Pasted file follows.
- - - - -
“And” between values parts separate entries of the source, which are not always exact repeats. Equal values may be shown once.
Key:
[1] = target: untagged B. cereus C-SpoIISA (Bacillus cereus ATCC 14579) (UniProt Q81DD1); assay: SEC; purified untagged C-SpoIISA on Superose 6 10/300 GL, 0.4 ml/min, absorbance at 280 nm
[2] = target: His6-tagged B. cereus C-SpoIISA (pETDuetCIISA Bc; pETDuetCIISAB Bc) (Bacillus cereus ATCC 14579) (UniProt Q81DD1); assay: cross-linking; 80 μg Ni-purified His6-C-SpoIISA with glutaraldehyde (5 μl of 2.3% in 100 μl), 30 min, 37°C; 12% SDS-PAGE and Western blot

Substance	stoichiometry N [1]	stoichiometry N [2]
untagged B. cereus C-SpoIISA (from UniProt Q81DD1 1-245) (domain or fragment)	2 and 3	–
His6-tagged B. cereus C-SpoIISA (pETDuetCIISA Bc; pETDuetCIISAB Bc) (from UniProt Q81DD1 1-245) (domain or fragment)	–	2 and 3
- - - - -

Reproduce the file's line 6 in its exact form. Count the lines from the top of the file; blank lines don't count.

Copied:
untagged B. cereus C-SpoIISA (from UniProt Q81DD1 1-245) (domain or fragment)	2 and 3	–